Congratulations on laying new sod on your lawn. You can now look forward to a lush, alluring lawn. But when can you walk on new sod? Two weeks is the recommended time to wait before you step on new sod. But the timeline will depend on how soon the new sod establishes itself on your lawn.
While this might sound like a bummer, it’s for a good reason. New sod is still delicate and in need of the most care. And part of the care is eliminating traffic from people and pets in the first two to three weeks.
Why You Should Not Walk on New Sod
It’s tempting to walk on new sod as soon as it’s laid. After all, it’s green, lush, and inviting. However, it still has fragile and shallow roots yet to establish themselves on your lawn.
Waiting gives the new sod time to establish a strong root system that ensures the long-term survival of your lawn. When you walk on it prematurely, the pressure on the root system could damage the fragile roots.
Another negative impact of introducing foot traffic on new sod too soon is soil compaction. Soil compaction occurs when traffic pushes the soil underneath, forcing it to become denser. It eventually hardens, making it impossible for the delicate sod roots to penetrate.
If the soil compacts before the sod establishes itself, the sod will die, and you may need to reinstall it. Compacted soil also results in weed development, the last thing you want on your lawn.
When can you walk on new sod? By walking on new sod too soon, you risk ruining the sod by displacing it. This creates unsightly dips and ruts in your lawn that you may need to fix later.
You also want to keep your pets off the new sod until it forms a deep and strong root system. Pets could urinate and defecate on the lawn, which could cause sod death in the affected areas. They could also rough up the sod, creating mud and unsightly spots.
When Is It Safe to Walk on New Sod?
It is safe to walk on new sod as soon as it takes root. You’ll know sod has taken root by lifting an edge of the sod. If it’s well established, there should be some resistance when you raise it. If it hasn’t, you should keep watering and caring for it until it’s well-established.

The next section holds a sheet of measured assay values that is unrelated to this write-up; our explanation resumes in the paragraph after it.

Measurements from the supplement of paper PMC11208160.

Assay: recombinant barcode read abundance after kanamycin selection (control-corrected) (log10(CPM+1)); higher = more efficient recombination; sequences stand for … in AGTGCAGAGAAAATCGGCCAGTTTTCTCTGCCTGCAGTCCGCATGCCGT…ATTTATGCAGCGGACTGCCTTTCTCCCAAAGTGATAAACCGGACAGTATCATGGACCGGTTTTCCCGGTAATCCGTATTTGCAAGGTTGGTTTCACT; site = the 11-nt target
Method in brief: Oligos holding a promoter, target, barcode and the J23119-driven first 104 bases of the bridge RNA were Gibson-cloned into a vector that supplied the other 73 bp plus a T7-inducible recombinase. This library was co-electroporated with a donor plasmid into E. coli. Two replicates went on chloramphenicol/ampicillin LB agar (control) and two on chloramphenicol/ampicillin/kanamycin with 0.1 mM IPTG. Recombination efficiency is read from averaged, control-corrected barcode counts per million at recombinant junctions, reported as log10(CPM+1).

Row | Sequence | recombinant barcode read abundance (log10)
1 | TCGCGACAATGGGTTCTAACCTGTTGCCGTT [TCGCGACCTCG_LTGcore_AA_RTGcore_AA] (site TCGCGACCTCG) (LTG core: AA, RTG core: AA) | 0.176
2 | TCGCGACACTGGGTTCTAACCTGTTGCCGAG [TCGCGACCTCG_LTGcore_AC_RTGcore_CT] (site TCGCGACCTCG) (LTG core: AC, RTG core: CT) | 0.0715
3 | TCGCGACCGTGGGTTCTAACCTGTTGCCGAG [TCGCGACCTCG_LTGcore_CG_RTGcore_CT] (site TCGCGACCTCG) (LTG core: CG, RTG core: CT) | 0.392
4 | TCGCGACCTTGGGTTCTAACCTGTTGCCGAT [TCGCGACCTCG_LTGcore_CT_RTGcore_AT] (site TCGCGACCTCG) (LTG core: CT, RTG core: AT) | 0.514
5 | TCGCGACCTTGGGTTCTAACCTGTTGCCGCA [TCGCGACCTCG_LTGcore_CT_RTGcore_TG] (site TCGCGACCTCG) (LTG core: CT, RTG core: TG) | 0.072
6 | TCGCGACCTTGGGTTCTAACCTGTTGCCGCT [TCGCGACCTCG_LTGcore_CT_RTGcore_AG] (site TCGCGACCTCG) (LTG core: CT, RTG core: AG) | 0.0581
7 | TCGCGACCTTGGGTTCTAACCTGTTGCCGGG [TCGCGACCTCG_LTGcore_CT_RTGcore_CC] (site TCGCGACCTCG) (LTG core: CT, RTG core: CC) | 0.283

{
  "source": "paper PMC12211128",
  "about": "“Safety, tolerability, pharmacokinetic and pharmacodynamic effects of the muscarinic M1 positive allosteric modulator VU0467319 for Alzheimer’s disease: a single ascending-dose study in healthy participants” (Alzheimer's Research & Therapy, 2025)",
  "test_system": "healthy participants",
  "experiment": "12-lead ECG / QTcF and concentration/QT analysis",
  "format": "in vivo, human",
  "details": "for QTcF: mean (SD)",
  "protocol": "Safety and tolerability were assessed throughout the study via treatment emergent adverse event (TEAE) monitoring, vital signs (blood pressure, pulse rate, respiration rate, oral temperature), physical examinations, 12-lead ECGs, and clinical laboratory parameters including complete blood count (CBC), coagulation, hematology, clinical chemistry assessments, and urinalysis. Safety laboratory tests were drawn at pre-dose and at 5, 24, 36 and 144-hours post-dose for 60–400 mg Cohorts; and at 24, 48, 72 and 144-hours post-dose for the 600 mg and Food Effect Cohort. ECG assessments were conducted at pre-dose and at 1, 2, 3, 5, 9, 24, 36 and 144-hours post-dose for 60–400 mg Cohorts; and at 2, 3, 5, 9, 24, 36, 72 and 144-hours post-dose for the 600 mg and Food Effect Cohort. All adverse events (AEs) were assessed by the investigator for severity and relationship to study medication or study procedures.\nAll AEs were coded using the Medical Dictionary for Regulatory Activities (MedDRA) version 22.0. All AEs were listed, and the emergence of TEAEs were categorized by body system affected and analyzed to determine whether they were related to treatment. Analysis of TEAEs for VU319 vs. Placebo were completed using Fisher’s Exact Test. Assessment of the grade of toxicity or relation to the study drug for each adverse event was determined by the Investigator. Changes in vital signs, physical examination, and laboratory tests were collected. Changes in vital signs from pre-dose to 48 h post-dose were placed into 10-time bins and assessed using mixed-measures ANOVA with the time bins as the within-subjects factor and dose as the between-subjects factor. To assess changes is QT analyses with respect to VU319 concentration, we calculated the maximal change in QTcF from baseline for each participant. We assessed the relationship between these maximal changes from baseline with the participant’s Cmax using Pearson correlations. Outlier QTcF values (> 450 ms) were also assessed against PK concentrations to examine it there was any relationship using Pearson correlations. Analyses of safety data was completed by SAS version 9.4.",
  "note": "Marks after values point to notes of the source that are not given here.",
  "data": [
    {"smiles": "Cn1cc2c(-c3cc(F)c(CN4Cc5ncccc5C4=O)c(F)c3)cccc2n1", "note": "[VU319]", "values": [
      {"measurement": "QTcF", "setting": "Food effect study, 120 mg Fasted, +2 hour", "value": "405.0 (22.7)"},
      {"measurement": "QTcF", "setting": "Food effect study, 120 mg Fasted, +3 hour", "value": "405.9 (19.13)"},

The rooting process takes about two weeks when all the conditions are perfect. These conditions include sunlight, moisture, and air. Sod establishes much faster in the spring and summer seasons and is, therefore, safer to walk on sooner.
Take advantage of the warmer seasons to establish your sod lawn, as it will take a shorter time for the roots to anchor firmly to the ground. When you lay sod in the winter, you may have to wait for two to six weeks before it takes root.
How To Walk on New Sod
In addition to the question of when can you walk on new sod, you should be aware of how to walk on new sod to avoid damaging it. The first thing to do is to minimize how often you step on the new sod.
Walking frequently on new sod will damage the leaf blades and kill them. Frequent walking also compacts the soil, making it even harder for the sod to take root and flourish.
Avoid walking along the same track, as it dries out the blades. Using the same routes across your yard creates excessive wear on one part of the lawn.
Avoid heavy traffic, such as carrying heavy furniture or leaving vehicles on fresh sod. If you must carry heavy furniture across the lawn, lay a sheet of plywood. Lay the plywood down when you want to move heavy items, and remove it when you’re down to allow your tuff to receive sunlight.
So, When Can You Walk on New Sod?
You cannot walk on new sod. Wait for at least two weeks before doing so. Walking on newly laid sod is the fastest way to damage it. The roots are still fragile and need some time before they can handle any foot traffic. Give them a minimum of 14 days with proper care before walking on the sod. You should also keep your pets and kids off the new sod as they could damage it.
Hello! My name is Chris, and I am the founder of Yard Floor. When I was a toddler, my family had a lush green lawn. I was at the center of caring for and maintaining this lawn and even proceeded to take an associate’s Degree in landscaping. I am here to share my years of experience with you – be it repairing your mower/tractor or caring for your lawn.